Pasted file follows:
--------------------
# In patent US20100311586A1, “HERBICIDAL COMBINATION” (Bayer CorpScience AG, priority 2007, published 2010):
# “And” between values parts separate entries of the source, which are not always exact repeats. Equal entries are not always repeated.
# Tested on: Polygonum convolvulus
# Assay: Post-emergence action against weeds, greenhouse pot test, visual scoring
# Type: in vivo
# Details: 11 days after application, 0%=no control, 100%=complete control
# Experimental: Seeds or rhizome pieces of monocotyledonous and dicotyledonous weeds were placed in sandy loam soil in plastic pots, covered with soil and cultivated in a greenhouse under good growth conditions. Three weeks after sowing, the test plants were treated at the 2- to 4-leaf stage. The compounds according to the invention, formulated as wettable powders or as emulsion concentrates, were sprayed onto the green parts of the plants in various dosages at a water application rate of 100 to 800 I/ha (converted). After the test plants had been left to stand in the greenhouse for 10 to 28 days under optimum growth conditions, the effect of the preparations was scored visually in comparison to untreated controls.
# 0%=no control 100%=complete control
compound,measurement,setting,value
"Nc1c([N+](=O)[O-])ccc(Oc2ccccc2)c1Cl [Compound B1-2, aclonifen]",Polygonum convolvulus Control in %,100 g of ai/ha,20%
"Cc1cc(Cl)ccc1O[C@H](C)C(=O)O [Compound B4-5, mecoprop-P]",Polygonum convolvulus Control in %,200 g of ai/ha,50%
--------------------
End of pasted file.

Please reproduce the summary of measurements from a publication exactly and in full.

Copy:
# In patent US20100311586A1, “HERBICIDAL COMBINATION” (Bayer CorpScience AG, priority 2007, published 2010):
# “And” between values parts separate entries of the source, which are not always exact repeats. Equal entries are not always repeated.
# Tested on: Polygonum convolvulus
# Assay: Post-emergence action against weeds, greenhouse pot test, visual scoring
# Type: in vivo
# Details: 11 days after application, 0%=no control, 100%=complete control
# Experimental: Seeds or rhizome pieces of monocotyledonous and dicotyledonous weeds were placed in sandy loam soil in plastic pots, covered with soil and cultivated in a greenhouse under good growth conditions. Three weeks after sowing, the test plants were treated at the 2- to 4-leaf stage. The compounds according to the invention, formulated as wettable powders or as emulsion concentrates, were sprayed onto the green parts of the plants in various dosages at a water application rate of 100 to 800 I/ha (converted). After the test plants had been left to stand in the greenhouse for 10 to 28 days under optimum growth conditions, the effect of the preparations was scored visually in comparison to untreated controls.
# 0%=no control 100%=complete control
compound,measurement,setting,value
"Nc1c([N+](=O)[O-])ccc(Oc2ccccc2)c1Cl [Compound B1-2, aclonifen]",Polygonum convolvulus Control in %,100 g of ai/ha,20%
"Cc1cc(Cl)ccc1O[C@H](C)C(=O)O [Compound B4-5, mecoprop-P]",Polygonum convolvulus Control in %,200 g of ai/ha,50%